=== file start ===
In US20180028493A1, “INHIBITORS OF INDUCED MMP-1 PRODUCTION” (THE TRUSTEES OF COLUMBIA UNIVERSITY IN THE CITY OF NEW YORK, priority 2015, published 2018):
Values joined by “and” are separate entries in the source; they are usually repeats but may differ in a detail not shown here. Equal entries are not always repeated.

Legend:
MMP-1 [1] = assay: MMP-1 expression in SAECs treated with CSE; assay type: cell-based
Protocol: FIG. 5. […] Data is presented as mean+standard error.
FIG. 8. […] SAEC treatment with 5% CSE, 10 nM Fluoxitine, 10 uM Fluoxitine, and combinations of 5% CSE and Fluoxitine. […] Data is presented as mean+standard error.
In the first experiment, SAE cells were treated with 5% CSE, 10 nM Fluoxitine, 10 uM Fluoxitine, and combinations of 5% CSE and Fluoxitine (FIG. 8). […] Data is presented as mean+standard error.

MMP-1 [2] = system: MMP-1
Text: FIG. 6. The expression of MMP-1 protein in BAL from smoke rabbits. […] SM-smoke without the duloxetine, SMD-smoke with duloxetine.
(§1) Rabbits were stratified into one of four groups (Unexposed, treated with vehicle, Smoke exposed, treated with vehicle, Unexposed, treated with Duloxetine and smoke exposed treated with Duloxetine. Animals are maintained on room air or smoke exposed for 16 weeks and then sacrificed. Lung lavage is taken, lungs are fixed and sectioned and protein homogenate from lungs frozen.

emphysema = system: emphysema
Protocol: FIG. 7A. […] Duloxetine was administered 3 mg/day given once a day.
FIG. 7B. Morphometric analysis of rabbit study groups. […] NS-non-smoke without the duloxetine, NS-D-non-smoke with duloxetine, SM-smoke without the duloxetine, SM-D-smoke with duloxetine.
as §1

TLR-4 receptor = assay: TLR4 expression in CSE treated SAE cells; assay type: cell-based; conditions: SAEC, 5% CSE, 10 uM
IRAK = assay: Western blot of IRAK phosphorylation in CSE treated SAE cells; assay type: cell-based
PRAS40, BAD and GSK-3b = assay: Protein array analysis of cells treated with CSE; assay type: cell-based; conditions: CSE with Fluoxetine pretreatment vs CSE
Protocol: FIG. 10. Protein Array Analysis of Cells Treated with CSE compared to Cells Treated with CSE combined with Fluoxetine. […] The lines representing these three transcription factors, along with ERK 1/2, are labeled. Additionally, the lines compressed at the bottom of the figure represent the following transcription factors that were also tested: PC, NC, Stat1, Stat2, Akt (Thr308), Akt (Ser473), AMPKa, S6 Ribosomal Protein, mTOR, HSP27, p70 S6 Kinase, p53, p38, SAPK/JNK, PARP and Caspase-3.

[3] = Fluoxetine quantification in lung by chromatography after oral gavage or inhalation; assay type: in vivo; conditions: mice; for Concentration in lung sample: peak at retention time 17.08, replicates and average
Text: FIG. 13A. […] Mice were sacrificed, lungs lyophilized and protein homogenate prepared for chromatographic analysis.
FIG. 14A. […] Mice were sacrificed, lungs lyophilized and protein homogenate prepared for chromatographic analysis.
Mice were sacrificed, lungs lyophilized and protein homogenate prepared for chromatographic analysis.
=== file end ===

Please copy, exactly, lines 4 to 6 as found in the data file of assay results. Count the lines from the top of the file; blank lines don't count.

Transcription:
MMP-1 [1] = assay: MMP-1 expression in SAECs treated with CSE; assay type: cell-based
Protocol: FIG. 5. […] Data is presented as mean+standard error.
FIG. 8. […] SAEC treatment with 5% CSE, 10 nM Fluoxitine, 10 uM Fluoxitine, and combinations of 5% CSE and Fluoxitine. […] Data is presented as mean+standard error.